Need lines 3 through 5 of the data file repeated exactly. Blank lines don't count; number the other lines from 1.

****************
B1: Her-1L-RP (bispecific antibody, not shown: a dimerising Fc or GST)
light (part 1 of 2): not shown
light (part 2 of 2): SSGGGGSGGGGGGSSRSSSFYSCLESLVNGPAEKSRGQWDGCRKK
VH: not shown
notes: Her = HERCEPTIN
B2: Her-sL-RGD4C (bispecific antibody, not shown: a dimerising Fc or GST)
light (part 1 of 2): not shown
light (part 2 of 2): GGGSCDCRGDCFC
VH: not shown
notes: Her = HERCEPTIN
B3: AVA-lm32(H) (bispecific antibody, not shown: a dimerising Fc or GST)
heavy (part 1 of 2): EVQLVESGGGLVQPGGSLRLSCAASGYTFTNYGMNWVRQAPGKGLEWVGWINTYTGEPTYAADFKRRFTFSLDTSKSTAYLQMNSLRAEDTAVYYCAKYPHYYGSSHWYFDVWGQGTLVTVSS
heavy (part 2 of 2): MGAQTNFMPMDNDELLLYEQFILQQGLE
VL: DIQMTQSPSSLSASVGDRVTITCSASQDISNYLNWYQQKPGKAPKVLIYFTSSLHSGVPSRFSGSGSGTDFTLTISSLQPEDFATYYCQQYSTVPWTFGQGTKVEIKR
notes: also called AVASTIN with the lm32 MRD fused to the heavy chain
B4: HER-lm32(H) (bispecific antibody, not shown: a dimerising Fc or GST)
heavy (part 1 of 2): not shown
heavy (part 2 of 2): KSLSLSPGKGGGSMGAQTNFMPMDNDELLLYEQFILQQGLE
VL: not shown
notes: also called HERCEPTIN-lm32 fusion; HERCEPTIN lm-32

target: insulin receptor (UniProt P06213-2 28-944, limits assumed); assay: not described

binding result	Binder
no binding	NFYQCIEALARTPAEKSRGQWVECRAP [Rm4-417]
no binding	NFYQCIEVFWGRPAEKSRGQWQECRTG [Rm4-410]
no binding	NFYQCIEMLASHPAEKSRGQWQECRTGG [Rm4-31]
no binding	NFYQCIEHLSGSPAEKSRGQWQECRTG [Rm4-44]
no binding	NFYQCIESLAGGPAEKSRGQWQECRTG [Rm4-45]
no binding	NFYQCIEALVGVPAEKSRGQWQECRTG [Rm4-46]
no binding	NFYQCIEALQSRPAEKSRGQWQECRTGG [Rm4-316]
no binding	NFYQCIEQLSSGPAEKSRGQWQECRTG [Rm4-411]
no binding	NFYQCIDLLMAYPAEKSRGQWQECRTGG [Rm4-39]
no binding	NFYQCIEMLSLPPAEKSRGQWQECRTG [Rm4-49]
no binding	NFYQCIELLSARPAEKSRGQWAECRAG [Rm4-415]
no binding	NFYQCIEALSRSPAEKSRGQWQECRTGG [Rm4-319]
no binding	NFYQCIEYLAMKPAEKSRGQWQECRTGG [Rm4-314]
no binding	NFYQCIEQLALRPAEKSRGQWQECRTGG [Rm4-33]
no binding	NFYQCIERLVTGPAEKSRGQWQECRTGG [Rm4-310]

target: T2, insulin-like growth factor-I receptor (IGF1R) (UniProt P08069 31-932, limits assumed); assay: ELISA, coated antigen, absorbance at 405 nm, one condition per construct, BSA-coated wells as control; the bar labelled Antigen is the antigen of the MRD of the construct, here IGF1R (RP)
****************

light (part 2 of 2): SSGGGGSGGGGGGSSRSSSFYSCLESLVNGPAEKSRGQWDGCRKK
VH: not shown
notes: Her = HERCEPTIN